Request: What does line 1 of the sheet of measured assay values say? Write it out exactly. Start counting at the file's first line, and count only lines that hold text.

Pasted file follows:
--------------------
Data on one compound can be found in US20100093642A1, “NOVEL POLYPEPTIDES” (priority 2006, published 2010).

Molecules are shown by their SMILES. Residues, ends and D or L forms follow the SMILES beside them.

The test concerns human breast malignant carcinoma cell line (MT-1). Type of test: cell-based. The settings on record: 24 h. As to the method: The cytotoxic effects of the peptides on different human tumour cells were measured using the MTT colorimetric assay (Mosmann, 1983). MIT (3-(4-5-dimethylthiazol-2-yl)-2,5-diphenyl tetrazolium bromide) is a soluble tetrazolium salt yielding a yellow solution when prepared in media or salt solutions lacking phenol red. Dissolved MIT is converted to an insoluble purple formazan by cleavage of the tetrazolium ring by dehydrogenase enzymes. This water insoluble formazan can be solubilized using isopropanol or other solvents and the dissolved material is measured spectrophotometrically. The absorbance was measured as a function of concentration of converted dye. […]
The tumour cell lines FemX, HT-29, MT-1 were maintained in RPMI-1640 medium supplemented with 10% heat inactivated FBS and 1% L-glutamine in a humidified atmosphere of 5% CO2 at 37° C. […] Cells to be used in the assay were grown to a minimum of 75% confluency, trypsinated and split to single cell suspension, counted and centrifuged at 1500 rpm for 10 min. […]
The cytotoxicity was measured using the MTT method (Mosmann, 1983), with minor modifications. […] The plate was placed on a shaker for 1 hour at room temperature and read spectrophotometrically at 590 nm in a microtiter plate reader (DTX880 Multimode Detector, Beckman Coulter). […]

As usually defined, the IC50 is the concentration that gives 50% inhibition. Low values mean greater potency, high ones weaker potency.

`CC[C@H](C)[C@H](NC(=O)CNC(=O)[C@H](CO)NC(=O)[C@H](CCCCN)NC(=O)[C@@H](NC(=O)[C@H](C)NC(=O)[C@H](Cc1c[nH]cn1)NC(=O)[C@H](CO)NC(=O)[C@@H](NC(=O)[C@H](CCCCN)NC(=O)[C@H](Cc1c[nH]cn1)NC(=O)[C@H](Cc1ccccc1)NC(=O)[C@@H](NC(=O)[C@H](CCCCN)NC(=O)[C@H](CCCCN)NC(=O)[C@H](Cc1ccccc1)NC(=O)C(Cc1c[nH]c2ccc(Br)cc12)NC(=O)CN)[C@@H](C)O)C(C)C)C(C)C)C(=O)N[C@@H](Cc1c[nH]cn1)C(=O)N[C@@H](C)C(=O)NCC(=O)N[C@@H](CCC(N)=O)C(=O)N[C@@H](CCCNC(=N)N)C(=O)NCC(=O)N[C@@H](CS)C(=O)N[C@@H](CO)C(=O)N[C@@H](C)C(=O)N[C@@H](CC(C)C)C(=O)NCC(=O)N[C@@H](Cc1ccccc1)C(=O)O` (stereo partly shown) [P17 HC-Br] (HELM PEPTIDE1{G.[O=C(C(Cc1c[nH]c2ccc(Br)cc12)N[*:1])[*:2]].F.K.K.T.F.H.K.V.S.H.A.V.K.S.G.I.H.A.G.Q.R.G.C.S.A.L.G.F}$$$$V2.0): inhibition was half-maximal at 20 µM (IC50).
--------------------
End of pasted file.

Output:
Data on one compound can be found in US20100093642A1, “NOVEL POLYPEPTIDES” (priority 2006, published 2010).